*To*: Tobias Nipkow <nipkow at in.tum.de>*Subject*: Re: [isabelle] need help with quantified ints*From*: Thomas Arthur Leck Sewell <tsewell at cse.unsw.EDU.AU>*Date*: Mon, 23 Jun 2008 11:26:39 +1000 (EST)*Cc*: isabelle-users <isabelle-users at cl.cam.ac.uk>, Patrice Chalin <chalin at encs.concordia.ca>, Perry James <perry at dsrg.org>*In-reply-to*: <485E8105.3000809@in.tum.de>*References*: <20d5caff0806191432n5f0a77e1q112a7b34154a0e69@mail.gmail.com> <Pine.LNX.4.64.0806202054050.1369@weill.orchestra.cse.unsw.EDU.AU> <485E8105.3000809@in.tum.de>

Perhaps a more direct specialisation to your problem is to use the "int _ <= _" pattern in the helper lemma. Also, as Tobias points out, these helpers can be proven by arith: lemma int_le_val_disj: "m > 0 ==> (int n <= m) = (int n = m | int n <= m - 1)" by arith lemma "int n <= 12 ==> P" apply (simp add: int_le_val_disj) oops A similar trick was used in our project to prove that {0 ..< 5} was equal to {0, 1, 2, 3, 4} - once again, specialisation to the syntactic form in which the < appears was helpful. Yours, Thomas.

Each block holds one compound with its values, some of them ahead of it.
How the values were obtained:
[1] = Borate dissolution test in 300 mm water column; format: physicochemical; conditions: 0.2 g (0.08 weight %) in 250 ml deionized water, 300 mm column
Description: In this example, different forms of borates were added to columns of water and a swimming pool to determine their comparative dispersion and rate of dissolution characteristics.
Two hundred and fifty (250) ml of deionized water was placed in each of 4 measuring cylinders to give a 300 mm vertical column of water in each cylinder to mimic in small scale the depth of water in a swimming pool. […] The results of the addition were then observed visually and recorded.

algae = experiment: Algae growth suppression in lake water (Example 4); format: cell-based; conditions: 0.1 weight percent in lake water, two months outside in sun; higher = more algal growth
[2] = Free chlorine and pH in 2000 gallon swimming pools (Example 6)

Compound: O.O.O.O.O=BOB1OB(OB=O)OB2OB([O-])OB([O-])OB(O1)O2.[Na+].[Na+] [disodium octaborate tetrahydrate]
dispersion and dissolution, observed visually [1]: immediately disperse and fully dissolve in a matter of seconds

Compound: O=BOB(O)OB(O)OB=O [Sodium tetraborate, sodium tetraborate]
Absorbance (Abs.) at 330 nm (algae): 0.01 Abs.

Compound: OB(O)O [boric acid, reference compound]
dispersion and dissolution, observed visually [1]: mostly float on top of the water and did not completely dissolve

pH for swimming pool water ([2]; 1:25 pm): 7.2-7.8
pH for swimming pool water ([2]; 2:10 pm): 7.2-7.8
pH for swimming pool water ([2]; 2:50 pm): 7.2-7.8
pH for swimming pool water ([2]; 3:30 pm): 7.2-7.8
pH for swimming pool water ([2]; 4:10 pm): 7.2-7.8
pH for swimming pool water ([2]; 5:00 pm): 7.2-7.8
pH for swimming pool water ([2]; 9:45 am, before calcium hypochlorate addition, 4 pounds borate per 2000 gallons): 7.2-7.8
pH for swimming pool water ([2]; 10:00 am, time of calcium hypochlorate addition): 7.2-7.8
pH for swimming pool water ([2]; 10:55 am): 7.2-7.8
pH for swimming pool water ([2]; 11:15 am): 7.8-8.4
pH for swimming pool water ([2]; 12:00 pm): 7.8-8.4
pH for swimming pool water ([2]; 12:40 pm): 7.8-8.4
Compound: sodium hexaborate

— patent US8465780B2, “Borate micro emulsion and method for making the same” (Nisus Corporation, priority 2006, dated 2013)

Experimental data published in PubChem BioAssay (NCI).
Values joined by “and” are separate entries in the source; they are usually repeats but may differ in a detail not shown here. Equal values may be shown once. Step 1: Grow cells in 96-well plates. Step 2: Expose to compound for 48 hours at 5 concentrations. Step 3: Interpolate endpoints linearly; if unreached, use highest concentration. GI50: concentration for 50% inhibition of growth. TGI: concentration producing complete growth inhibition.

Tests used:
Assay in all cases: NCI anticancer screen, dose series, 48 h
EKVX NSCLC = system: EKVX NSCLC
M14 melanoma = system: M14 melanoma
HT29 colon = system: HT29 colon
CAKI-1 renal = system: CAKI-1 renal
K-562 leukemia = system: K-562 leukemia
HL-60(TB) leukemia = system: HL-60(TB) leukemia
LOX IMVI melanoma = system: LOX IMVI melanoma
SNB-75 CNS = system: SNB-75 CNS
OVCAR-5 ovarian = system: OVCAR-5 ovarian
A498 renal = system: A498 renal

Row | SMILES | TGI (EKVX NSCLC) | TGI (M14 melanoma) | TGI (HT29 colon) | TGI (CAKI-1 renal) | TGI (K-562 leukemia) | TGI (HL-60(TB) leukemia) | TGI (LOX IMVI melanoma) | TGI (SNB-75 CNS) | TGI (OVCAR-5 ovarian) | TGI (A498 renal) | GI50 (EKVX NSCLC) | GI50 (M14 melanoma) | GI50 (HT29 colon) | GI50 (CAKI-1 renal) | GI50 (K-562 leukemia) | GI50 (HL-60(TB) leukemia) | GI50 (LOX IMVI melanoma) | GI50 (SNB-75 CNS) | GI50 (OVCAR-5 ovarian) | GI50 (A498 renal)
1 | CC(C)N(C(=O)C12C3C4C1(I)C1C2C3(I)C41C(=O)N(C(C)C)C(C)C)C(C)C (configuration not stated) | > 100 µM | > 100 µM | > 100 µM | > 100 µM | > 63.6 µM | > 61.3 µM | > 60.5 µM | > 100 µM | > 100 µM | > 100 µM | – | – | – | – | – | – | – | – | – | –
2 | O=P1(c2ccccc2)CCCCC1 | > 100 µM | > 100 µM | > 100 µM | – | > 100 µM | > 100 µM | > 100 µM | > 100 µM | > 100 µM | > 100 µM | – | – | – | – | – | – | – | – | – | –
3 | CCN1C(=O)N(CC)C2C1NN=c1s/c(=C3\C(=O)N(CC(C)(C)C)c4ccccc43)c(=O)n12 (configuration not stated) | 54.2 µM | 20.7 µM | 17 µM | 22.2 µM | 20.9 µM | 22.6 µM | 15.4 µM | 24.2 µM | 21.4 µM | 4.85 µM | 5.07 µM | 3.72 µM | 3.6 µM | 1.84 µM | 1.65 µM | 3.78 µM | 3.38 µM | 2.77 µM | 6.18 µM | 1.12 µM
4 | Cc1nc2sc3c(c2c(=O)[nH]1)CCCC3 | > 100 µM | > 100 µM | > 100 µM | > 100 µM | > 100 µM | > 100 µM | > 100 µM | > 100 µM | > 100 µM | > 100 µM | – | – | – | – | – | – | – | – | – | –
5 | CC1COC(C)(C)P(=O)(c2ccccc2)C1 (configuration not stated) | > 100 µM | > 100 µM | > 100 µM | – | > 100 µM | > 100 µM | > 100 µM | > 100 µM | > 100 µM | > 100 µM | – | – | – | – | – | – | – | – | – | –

**References**:**[isabelle] need help with quantified ints***From:*Perry James

**Re: [isabelle] need help with quantified ints***From:*Thomas Arthur Leck Sewell

**Re: [isabelle] need help with quantified ints***From:*Tobias Nipkow

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